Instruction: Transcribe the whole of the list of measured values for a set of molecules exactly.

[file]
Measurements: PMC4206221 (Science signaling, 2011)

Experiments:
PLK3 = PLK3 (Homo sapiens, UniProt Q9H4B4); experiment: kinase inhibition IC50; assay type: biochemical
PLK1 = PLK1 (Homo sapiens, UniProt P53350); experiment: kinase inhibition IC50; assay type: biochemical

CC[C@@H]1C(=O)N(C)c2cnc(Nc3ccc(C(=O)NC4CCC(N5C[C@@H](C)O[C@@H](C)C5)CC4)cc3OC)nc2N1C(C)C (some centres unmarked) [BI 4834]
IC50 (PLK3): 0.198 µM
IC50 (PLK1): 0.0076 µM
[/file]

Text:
Measurements: PMC4206221 (Science signaling, 2011)

Experiments:
PLK3 = PLK3 (Homo sapiens, UniProt Q9H4B4); experiment: kinase inhibition IC50; assay type: biochemical
PLK1 = PLK1 (Homo sapiens, UniProt P53350); experiment: kinase inhibition IC50; assay type: biochemical

CC[C@@H]1C(=O)N(C)c2cnc(Nc3ccc(C(=O)NC4CCC(N5C[C@@H](C)O[C@@H](C)C5)CC4)cc3OC)nc2N1C(C)C (some centres unmarked) [BI 4834]
IC50 (PLK3): 0.198 µM
IC50 (PLK1): 0.0076 µM